The first documented sighting of the creature was in 565 when the Irish monk St Columba came across Pict locals burying a man next to the River Ness. Upon enquiry, St Columba was told that the deceased man had been attacked by an aquatic creature that attacked him and dragged him underneath the water. So St Columba being the nice guy that he was, sent one of his followers into the river for a swim but when he was approached by the monster, St Columba reportedly made the sign of the cross and exclaimed "Go no further. Do not touch the man. Go back at once." The monster then retreated back into the depths of the river. However this tale comes from "Life of St Columba" by Adomnán which was written about 100 years after the events are claimed to have taken place.
Sightings of the monster increased massively in the 1930's which is believed to be due to the upgrades to the road which encouraged more visits. In 1933 George Spicer and his wife saw a creature cross the road in front of them which was supposedly 25 feet (8m) long and about 10 foot (3m) wide. It had a long wavy neck and no limbs and as you can imagine they were quite shocked to see it moving across the road near their car.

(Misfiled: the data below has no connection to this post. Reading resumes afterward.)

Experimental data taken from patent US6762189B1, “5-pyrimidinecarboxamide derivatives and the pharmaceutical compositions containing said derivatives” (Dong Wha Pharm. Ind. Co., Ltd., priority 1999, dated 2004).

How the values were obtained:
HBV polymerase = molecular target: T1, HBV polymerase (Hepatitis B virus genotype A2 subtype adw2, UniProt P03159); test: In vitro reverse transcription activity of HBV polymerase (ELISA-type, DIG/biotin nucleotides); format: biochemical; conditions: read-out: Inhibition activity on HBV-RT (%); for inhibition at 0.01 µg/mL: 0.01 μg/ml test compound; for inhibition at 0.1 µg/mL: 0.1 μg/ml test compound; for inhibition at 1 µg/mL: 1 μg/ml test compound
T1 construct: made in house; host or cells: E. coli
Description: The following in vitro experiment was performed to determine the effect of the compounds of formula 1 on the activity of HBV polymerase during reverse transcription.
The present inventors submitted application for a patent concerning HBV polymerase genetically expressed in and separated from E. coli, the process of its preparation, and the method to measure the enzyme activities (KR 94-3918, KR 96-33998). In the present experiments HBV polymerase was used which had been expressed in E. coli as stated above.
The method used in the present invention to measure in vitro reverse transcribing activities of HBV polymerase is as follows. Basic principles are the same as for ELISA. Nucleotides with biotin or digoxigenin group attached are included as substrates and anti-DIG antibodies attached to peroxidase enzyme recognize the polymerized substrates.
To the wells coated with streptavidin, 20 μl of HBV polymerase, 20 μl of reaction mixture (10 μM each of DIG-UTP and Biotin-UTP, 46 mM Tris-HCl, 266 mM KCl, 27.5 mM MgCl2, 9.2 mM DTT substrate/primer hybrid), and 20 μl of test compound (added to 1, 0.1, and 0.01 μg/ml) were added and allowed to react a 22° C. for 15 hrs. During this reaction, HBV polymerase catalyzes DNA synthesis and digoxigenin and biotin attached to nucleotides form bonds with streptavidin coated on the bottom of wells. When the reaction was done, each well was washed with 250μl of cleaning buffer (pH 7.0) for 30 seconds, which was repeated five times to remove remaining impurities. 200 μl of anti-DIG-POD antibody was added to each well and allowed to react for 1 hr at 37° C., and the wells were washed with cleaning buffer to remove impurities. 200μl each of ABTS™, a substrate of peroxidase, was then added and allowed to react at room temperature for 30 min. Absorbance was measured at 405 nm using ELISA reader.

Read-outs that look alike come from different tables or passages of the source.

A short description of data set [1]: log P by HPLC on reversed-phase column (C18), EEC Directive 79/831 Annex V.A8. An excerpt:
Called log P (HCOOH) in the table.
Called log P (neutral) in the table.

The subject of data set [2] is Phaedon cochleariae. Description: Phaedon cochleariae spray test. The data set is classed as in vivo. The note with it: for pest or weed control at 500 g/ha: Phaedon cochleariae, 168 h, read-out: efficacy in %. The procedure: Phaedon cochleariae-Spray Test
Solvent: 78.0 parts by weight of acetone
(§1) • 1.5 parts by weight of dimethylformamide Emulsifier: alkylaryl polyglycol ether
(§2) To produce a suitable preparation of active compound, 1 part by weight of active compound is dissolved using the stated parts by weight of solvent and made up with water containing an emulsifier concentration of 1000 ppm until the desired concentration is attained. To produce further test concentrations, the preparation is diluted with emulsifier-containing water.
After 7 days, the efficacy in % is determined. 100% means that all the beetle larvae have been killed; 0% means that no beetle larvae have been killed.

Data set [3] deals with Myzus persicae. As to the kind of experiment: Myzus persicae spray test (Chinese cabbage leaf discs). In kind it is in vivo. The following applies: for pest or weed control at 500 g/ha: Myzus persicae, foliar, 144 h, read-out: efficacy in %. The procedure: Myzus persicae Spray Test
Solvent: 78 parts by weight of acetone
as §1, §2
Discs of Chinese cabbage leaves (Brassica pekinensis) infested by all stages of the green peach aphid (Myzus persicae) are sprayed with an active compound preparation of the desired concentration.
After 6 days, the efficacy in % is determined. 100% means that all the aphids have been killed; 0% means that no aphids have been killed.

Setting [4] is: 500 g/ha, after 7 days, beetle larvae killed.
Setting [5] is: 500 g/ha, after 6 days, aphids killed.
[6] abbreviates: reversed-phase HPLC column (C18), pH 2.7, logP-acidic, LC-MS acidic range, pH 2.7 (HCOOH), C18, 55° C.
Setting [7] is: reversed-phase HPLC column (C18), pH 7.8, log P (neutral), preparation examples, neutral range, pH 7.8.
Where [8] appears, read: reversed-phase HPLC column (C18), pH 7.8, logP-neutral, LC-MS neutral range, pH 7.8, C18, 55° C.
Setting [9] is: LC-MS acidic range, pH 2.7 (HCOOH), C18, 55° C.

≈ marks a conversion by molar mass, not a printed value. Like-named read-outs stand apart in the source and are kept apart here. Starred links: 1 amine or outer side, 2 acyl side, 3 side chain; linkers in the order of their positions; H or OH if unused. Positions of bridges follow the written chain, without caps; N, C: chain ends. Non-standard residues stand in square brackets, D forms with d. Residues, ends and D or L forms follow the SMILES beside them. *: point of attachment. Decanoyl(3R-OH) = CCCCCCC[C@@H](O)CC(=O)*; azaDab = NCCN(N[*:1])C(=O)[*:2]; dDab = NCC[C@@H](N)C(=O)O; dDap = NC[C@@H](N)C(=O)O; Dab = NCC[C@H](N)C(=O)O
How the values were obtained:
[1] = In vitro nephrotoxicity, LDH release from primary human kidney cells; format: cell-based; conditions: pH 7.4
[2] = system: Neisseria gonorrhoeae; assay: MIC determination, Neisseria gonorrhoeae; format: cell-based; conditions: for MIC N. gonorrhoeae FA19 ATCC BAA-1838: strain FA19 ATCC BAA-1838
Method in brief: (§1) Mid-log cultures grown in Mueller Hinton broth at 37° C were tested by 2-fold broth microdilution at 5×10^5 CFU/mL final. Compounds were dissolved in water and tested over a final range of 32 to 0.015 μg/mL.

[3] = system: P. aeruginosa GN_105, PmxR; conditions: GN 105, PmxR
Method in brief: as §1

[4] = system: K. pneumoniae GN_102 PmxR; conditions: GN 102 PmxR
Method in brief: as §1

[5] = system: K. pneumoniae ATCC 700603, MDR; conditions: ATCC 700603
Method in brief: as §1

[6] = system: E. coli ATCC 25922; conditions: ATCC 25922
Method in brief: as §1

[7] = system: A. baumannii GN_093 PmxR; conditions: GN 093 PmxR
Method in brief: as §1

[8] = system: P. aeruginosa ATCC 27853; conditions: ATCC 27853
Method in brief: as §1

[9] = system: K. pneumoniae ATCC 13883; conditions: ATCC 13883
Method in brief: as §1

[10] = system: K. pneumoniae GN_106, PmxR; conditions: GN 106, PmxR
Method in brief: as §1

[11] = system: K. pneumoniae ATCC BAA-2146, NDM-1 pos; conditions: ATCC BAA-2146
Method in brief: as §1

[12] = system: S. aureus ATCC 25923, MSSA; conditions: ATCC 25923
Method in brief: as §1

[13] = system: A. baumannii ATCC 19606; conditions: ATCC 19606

Other sightings and photographs followed that year with many being disregarded as other animals such as otters but in 1934 the image known as the "Surgeons Photograph" showed what is supposedly the first image of the neck and head of the monster. London based surgeon Robert Kenneth Wilson took 4 photos upon spotting the monster, with one being substantially less blurry than the others. Again, it was often dismissed as being driftwood or an animal like an otter.
Throughout the years it subject to a lot of analysis and criticism. It was believed that the photo was cropped to make it seem like the ripples on the water are waves, making the "creature" in the photo look larger. Further analysis of the photo also revealed that the creature/object had been dragged through the water, indicating its size to be about 3 foot long. It was later revealed to be a hoax and it turned out that the most famous and earliest image of the Loch Ness Monster was in fact a toy submarine with a head and neck attached to it made out of wood putty.